Health and Safety Management Systems Design

Contents

  1. Importance of planning
  2. Risk Control Systems (RCSs)
  3. Management Arrangements
  4. Planning a Health and Safety Management System
  5. Setting Health and Safety Objectives
  6. Identifying and Keeping up to Date with Legal Requirements
  7. Introduction
  8. Legal Aspects of Risk Assessment
  9. Forms of Risk Assessment
  10. Some Definitions
  11. Hazard and Risk
  12. Occupational or Work-Related Ill Health
  13. Accident
  14. Incident and Near Miss
  15. Dangerous Occurrence
  16. The Objectives of Risk Assessment
  17. Accident Categories
  18. Health Risks
  19. The Management of Risk Assessment
  20. Look for the Hazards – Step
  21. Decide Who Might be Harmed and How – Step
  22. Evaluating Risks and Adequacy of Current Controls – Step
  23. Risk = Severity × Likelihood
  24. Hierarchy of Risk Control
  25. Prioritization of Risk Control
  26. Recording Significant Findings – Step
  27. Monitoring and Review – Step
  28. Cost-Benefit Analysis
  29. Special Cases
  30. Young Persons
  31. Expectant and Nursing Mothers
  32. Workers with a Disability
  33. Lone Workers
  34. Introduction
  35. General Principles of Prevention
  36. Avoiding Risks
  37. Evaluating the risks which cannot be avoided
  38. Combating the risks at source
  39. Adapting the work to the individual
  40. Adapting to technical progress
  41. Replacing the dangerous by the non-dangerous or the less dangerous
  42. Developing a coherent overall prevention policy
  43. Giving collective protective measures priority over individual protective me
  44. Giving appropriate instruction to employees
  45. General Hierarchy of Control
  46. Avoidance of Risks by Elimination
  47. Substitution
  48. Engineering Controls
  49. Signage/Warnings and/or Administrative Controls
  50. Personal Protective Equipment
  51. Internal Sources which Should be Available within the Organization Includ
  52. External Sources, which are Available outside the Organization, are Numer
  53. What is a Safe System of Work?
  54. Legal Requirements
  55. Assessment of what Safe Systems of work are Required
  56. Development of Safe Systems
  57. Role of Managers
  58. Role of Employees/Consultation
  59. Analysis
  60. Introducing Controls
  61. Preparation of Safe Systems
  62. Documentation
  63. Communication and Training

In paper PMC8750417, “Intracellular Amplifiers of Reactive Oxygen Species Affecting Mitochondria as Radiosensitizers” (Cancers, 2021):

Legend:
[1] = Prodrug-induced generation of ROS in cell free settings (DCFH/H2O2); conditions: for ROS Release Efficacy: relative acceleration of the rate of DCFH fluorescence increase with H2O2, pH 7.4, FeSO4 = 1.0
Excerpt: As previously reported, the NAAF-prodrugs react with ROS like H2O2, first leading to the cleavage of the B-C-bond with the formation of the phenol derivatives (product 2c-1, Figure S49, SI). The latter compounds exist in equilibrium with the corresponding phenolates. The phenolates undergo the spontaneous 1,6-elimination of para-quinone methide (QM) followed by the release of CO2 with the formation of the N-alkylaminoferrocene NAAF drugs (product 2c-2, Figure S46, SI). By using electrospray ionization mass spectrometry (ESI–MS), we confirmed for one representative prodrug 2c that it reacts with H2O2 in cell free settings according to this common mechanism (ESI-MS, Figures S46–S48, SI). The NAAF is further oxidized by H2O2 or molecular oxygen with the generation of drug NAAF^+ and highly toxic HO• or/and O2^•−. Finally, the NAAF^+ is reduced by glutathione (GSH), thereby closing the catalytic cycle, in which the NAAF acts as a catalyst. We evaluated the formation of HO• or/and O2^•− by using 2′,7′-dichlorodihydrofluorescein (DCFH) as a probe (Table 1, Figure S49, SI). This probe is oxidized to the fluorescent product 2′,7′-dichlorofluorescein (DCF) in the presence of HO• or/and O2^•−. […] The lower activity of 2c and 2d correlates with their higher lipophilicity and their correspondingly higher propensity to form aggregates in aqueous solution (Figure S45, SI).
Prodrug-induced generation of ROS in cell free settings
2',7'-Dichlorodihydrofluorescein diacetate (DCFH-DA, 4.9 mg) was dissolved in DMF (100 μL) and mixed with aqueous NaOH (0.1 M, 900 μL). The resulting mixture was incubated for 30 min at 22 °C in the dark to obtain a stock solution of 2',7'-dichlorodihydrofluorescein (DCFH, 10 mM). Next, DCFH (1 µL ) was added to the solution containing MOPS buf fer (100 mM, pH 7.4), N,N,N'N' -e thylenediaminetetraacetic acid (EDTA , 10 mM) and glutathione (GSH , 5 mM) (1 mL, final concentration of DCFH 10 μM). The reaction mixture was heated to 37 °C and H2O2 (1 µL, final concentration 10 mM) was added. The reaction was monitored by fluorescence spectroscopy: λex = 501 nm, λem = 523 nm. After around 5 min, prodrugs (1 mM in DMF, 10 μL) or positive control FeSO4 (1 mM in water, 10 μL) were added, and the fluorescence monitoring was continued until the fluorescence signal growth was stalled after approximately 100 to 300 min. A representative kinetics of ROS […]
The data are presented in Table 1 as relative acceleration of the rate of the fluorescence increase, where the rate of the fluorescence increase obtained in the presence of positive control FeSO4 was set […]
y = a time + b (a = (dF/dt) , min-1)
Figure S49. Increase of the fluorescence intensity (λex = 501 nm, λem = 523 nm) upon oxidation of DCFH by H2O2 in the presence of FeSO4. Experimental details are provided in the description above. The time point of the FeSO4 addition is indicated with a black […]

64. Monitoring Safe Systems
  65. Lone Workers
  66. Introduction
  67. Permit-to-Work Procedures
  68. Principles
  69. Work Requiring a Permit
  70. General Permit
  71. Confined Space Permit
  72. Work on High-Voltage Apparatus (Including Testing)
  73. Hot Work
  74. Responsibilities
  75. Site Manager
  76. Senior Authorized Person
  77. Authorized Persons
  78. Competent Persons
  79. Operatives
  80. Specialists
  81. Engineers (and Others Responsible for Work Covered by Permits)
  82. Contractors
  83. Appendix : Hazard checklist
  84. Fire and Explosion
  85. Transport
  86. Access
  87. Handling/lifting
  88. Electricity
  89. Chemicals
  90. Fire and Explosion
  91. Particles and dust
  92. Radiation
  93. Biological
  94. Environmental
  95. The individual
  96. Other factors to consider
  97. Appendix : Example of a Risk Assessment Record
  98. Appendix : Asbestos Examples of Safe Systems of Work
  99. Standards Required
  100. Planning Procedures
  101. Supervision
  102. Examples
  103. Carry out this work only if you are properly trained
  104. Preparing the work area
  105. Painting
  106. Cleaning
  107. Personal decontamination
  108. Clearance procedure
  109. Removal of asbestos cement sheets, gutters, etc
  110. Carry out this work only if you are properly trained
  111. Equipment
  112. Preparing the work area
  113. Overlaying
  114. Removal
  115. Cleaning
  116. Personal decontamination
  117. Clearance procedure
  118. Personal decontamination system
  119. Removing and decontaminating PPE
  120. Personal decontamination

 

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